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Wed, Sep 17, 2014 01:33 PM
Issue of September 10, 2014
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Technology allows more freedom


Community conversations


June 18, 2014 | 02:56 PM

I recently had an eye-opening experience. I went to an open house that served as a fundraiser for VSA Indiana. VSA used to be called Very Special Arts and was primarily a program to use art as a therapy for folks with disabilities.

Federal funds have been reduced in the past several years, and all human service providers that depend on public funds are struggling. VSA Indiana is no exception. Classrooms that once were filled with lively activity using clay, paint and music now are quiet and sparse. To solve financial woes, we all must look to innovative thinking and fundraising from private individuals.

The fundraiser we attended was in a gated and upscale neighborhood. It is the home of an artist who hosted an exclusive showing of her work to benefit VSA Indiana.

I usually think of artists' studios as being covered with all sorts of materials that are in the process of being used, discarded or stored for future prospective work. I rather like this jumble and use it as a sign that my abundant assortment of "stuff" might someday make me more creative.

This home on the art tour was an eye opener. It was filled with all kinds of art. That was not a surprise and met every expectation I could have dreamed up. There were glass sculptures, paintings, abstract pictures of multiple materials and traditional still lifes. It would have taken me several hours to soak it all in but that was not the big surprise of the artist's home.

The studio was beautiful, well organized, full of paintings in various stages of completion and loaded with high-tech equipment. Here is a description of how the artist works: She has a treadmill placed facing an adjustable desk top. On the desk are three monitors; one for TV and two for computer use. She plays music on her computer, walks on the treadmill (eight miles a day) and lets the music flow through her and onto the canvas as she paints. Her work is stimulating, beautiful, understandable and salable. She is rich, healthy and creatively fulfilled. Her technique is uniquely hers, but it shows there is more than one way to do anything we want to do.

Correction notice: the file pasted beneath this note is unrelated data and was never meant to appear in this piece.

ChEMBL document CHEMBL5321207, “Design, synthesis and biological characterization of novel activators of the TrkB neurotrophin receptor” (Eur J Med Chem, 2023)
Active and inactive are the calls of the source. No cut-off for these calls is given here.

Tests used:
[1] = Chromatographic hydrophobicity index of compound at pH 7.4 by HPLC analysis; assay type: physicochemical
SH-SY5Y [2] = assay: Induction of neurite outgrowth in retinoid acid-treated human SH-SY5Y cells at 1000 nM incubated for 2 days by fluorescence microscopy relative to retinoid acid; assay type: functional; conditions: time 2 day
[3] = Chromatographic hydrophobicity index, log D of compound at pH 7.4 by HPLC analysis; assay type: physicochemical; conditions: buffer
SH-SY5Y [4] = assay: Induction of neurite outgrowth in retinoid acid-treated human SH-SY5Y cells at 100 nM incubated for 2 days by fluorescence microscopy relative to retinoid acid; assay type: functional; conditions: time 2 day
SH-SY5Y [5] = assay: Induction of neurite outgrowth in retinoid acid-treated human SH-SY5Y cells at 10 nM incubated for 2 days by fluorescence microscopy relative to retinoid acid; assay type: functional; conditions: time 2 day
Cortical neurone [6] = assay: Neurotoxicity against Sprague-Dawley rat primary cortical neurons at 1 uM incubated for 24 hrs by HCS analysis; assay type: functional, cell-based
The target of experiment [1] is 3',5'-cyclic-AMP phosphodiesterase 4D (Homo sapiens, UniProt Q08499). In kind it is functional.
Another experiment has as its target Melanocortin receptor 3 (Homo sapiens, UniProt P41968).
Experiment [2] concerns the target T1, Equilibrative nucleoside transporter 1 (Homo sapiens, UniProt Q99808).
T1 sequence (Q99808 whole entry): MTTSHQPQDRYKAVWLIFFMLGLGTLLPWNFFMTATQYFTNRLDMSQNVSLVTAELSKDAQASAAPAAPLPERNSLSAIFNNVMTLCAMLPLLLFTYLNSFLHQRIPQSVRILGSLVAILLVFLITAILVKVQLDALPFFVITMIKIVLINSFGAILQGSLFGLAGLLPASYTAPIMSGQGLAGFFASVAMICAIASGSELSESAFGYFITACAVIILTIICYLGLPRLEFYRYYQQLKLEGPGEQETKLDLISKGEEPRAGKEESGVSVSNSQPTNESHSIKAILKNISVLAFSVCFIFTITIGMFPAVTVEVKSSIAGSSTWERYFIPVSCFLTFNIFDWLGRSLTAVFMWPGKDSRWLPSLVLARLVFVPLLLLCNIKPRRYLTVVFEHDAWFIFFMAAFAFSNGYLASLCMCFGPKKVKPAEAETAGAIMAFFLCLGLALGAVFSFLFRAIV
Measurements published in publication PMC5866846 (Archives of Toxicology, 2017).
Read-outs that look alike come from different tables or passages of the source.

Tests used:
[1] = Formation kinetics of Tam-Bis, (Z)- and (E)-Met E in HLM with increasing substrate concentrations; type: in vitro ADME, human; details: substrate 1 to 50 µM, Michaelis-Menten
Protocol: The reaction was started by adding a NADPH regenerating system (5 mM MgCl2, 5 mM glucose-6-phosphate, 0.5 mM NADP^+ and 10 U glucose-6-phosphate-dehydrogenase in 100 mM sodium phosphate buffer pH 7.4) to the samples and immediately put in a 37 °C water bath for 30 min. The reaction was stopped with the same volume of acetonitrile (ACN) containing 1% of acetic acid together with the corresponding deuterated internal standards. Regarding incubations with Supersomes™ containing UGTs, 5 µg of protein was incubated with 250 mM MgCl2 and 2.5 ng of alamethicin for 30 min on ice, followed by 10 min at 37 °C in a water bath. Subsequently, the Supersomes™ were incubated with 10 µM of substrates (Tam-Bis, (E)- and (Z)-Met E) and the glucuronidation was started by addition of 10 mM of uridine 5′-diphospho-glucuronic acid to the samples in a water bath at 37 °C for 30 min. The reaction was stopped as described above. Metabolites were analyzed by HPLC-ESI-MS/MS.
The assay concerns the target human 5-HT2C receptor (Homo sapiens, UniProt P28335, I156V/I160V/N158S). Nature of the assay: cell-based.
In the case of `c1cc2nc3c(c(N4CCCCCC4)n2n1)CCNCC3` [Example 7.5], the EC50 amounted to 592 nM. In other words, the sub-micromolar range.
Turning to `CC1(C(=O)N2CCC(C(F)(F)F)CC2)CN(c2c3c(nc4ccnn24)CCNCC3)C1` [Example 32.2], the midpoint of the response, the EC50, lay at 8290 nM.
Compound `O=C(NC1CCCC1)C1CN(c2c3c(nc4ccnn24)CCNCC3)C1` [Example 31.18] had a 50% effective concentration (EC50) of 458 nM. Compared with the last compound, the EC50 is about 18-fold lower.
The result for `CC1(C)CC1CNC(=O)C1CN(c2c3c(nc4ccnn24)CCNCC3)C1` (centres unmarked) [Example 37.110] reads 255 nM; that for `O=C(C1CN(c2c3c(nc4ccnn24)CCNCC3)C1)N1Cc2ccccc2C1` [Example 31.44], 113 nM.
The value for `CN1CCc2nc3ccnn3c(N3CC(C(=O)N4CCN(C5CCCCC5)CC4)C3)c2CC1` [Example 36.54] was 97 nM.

In the room next to her studio is her husband's office. It has a treadmill, a movable desktop, three monitors, a microphone and two guitars. He manages a business from this office and from their home in Florida. His clients never know where he is and don't even care. When he gets tired walking on the treadmill or thinking, he plays his guitar and records with the "studio that is housed within his computer." And there isn't one piece of paper in the room.

I went home to my office, which is a series of stacks of paper. I do pride myself in knowing, usually, where things might be found if needed. Since I never know what I might want to read in the future, I keep all kinds of clippings and correspondence. I recalled the man's office with no paper stacks and the orderly files he showed me on his computer. I have a lot to learn about the benefits of technology in the workplace and in everyday household activities. How many hours do I waste because I lack the use of these tools? Because of age, my husband and I are neophytes in the world of high tech that even a 5-year-old can navigate. Intimidated by all the passwords and equipment, we lumber on in our out-of-date practices.

Today, I am sitting at our Harrison County farm watching a storm play hide and seek with the sun and clouds. It is a wonderful setting and one in which I can think more productively than I can in a windowless office in the city. My mind drifts back to the statement that the man with the streamlined office made: "I can work anywhere in the world and do the same business I am now doing." No longer tied to a specific location for many of the jobs available today, some people have the option to live wherever they choose.

Whenever guests visit us in Harrison County, they remark that they don't know how we leave it to go back and forth to Indianapolis, as I have done for 44 years. Entrepreneurs, retirees, consultants and independent business persons would love to live in a place like Harrison County. We need to market ourselves this way, but who would listen when we lack such things as high-speed Internet, active visionaries and a supportive community?

I visited the town square in Corydon yesterday and saw again the empty buildings in that wonderful setting. We can do better! The beauty of Corydon and its residents could be a magnet to attract creative and innovative new residents. What are we going to do about it?

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